Viacom owner Sumner Redstone has hit out at CEO and executive chairman Philippe Dauman, saying he has made “baseless attacks and misrepresentations” and has removed him from a trust that controls Viacom and CBS.
A bitter war of words has broken out with media commentators suggesting Redstone’s move is designed to put his daughter Shari in place to succeed him, not the previously anointed Dauman.
Redstone released a statement claiming Dauman and fellow Viacom board members George Abrams and Frederic Salerno had ignored requests for a briefing on improving Viacom’s plans.
Ninety-two-year-old Redstone is concerned by Dauman’s strategy to sell a significant minority stake in Viacom film unit Paramount Pictures, and has also moved to confirm he remains mentally competent to run his businesses after Viacom board members said they no longer had access to him.
“Instead, Viacom criticised Mr. Redstone for not speaking while participating by phone in a board meeting that followed,” the statement read. “As Viacom knows well, Mr Redstone has significant speech impairment and, for much of the past two years, has not relied on verbal statements at board meeting to make his opinion known.”
Redstone has removed Dauman and Abrams from the board of trustees at National Amusements, the parent company of both Viacom and CBS Corp “based on what Mr. Redstone believes are the best interests of beneficiaries and shareholders”.
The board is expected to select Redstone’s successor, though the statement said he remained “engaged, attentive and as opinionated as ever” – echoing words spoken by Dauman six months ago.
“Viacom’s false and unfair statements to the media, as well as Mr Dauman’s opportunistic claims of incapacity, now make it problematic to move forward with any direct meeting and briefing as Mr Redstone had previously requested,” the statement continued. “However, Mr Redstone remains intent on receiving the briefing through his advisers a request that still has not been responded to despite Mr Redstone’s rights as a director.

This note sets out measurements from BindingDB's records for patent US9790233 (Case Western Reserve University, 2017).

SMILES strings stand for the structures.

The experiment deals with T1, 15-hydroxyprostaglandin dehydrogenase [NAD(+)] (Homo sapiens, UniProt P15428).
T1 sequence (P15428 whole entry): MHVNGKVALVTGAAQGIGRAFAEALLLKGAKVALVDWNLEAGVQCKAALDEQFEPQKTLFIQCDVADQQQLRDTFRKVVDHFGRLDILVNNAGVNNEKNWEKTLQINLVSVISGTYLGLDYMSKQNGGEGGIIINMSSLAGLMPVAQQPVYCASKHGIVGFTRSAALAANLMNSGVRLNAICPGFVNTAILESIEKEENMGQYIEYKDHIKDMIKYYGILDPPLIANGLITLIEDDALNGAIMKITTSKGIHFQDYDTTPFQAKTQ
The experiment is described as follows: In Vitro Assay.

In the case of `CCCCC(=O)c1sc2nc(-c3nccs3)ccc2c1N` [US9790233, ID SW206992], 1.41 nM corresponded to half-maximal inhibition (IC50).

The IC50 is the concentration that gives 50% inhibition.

“Unless Viacom’s board presents a concrete plan that convinces him otherwise, Mr Redstone continues to believe that it is in the best interest of Viacom that Paramount Pictures should remain wholly owned by the parent company.
“Mr Redstone regrets that Mr Dauman has diverted resources to these baseless attacks and misrepresentations, rather than focusing on the continuing challenges that are faced by Viacom.”
Viacom said it was “troubled”’ by the developments.
In a statement, it claimed Redstone had been briefed in line with his request, and issued a counter claim that the media mogul had in fact refused to meet Viacom directors.
“Despite numerous requests, lead independent director Fred Salerno and a fellow board member, who represent all shareholders, have still been unable to meet with Mr Redstone,” Viacom said. “The Sumner Redstone we knew would never refuse a meeting about his businesses and he certainly would not want advisors to stand in for him. Mr Salerno and his fellow Directors remain willing and eager to meet with Sumner at any time.”
Shari Redstone, meanwhile, issued her own statement: “l fully support my father’s decisions and respect his authority to make them.”